In July 2018, Treasa McCarthy contacte Verity about conducting a study on ‘The Lived Experience of PCOS’, below is a summary of what she found.
PCOS may affect how women experience their intimate relationships, particularly as many women experience difficulties with sexual intimacy, mood and self-esteem. This study interviewed seven UK-based young women with PCOS to explore their experience of being in an intimate relationship.
The women interviewed felt they were not ‘proper’ women due to their appearance and fertility difficulties and felt ashamed, guilty and undeserving of their partners. For some women, power imbalances in their relationships developed, where their relationship enduring felt dependant on them either becoming ‘proper’ women or their partners accepting their ‘shortcomings’; this evoked feelings of anxiety, frustration and sadness. Most partners assured them that they would not end the relationship, however this often failed to change how they felt.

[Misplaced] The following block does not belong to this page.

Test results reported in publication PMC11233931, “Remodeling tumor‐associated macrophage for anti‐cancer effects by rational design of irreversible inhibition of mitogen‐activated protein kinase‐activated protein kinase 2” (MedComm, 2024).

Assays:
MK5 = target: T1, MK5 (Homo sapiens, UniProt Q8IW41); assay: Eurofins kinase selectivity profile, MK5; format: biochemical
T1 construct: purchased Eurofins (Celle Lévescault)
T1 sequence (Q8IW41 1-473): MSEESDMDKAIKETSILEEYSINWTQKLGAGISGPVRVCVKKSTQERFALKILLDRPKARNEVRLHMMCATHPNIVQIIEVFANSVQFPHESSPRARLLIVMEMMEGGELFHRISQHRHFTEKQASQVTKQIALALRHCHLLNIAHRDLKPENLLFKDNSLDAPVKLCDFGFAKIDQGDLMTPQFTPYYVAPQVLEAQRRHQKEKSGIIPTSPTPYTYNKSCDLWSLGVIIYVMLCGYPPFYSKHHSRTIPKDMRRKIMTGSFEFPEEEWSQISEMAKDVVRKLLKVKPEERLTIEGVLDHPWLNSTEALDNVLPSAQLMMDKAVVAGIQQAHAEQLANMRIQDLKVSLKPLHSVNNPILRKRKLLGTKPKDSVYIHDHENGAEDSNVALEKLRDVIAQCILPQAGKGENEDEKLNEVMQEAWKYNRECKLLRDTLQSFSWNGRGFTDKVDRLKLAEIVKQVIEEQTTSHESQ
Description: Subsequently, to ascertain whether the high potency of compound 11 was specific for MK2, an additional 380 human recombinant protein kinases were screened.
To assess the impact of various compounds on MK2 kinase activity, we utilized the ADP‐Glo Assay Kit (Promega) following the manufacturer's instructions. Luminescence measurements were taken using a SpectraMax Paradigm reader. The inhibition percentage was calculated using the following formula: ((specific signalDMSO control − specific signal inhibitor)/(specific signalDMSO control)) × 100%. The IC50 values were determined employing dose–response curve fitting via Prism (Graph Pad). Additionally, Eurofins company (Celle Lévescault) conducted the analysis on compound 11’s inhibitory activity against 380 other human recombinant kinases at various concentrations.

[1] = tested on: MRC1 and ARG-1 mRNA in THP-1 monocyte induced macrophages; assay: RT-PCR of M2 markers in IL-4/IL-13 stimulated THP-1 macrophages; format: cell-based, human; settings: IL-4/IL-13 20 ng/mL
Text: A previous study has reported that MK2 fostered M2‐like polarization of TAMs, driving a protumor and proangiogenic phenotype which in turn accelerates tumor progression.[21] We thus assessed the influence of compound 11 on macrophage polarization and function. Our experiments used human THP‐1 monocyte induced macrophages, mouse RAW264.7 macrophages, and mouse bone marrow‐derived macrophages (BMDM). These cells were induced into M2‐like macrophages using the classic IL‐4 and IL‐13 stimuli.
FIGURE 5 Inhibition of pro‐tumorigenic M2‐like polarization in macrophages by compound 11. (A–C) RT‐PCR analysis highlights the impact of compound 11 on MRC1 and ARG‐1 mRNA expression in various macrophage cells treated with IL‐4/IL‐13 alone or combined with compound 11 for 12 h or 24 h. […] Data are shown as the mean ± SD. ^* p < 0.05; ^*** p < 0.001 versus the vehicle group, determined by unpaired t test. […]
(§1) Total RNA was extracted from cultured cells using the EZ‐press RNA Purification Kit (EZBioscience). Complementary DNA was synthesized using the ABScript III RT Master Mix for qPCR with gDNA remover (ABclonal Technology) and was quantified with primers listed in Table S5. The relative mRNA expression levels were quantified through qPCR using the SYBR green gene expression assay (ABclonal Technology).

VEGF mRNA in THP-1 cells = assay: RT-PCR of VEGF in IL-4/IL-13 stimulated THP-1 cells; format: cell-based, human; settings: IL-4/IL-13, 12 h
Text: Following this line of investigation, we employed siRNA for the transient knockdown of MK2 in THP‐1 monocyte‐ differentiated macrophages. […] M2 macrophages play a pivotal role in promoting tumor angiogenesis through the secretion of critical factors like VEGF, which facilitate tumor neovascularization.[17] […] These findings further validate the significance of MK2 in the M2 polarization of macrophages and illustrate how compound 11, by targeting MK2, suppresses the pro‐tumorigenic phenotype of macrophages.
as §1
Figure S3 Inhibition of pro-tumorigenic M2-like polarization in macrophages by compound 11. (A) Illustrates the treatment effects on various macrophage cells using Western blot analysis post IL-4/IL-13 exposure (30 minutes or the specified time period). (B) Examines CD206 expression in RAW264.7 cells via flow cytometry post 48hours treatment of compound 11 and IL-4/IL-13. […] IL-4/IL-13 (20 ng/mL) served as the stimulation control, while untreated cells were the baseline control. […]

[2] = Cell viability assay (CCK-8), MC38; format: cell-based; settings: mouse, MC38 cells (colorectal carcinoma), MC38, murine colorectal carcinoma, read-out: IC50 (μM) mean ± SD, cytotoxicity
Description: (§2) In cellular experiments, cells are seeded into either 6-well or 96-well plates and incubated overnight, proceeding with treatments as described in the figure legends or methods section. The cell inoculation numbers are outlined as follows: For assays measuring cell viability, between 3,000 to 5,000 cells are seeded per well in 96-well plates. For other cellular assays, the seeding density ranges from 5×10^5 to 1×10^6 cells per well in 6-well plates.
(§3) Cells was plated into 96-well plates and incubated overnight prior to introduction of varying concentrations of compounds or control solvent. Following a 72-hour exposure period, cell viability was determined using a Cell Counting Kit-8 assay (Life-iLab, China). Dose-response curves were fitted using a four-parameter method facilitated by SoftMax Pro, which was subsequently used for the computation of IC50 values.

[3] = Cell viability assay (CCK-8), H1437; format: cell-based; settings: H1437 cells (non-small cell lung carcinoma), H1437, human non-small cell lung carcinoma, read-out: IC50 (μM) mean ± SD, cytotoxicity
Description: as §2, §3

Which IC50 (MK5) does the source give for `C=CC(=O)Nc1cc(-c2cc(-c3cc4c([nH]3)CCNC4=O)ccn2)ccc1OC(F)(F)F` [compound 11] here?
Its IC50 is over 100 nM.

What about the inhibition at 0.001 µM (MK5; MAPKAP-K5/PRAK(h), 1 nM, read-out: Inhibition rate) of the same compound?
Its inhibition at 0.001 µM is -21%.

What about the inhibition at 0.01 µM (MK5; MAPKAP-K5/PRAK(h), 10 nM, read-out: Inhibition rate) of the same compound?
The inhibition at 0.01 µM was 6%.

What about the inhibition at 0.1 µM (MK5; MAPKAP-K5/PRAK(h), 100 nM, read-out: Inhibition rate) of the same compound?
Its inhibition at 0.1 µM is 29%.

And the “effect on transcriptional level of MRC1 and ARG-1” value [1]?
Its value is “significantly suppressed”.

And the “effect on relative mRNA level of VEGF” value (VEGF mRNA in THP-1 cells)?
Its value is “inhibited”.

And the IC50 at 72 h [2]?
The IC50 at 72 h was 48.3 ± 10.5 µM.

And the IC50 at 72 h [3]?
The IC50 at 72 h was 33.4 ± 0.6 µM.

To try to become ‘proper’ women, they battled against their bodies. Parenthood battles were largely shared with partners, and sometimes strengthened their relationships, however the battles to conform with beauty norms were usually hidden. Sexual intimacy was difficult, as they struggled to be open with partners, or to believe they found them attractive. Some partners tried to address their insecurities, however assurances often failed to reassure. For others, partners appeared to reinforce their distress through insensitivity or lack of understanding. The prolonged parenthood battles could also erode sexual intimacy, as enjoyment was incompatible with failures to conceive. Taken together, these battles made sex a stressful, pressured activity.
Overall, this study highlights the importance of universal care for women with PCOS that includes psychological and peer support.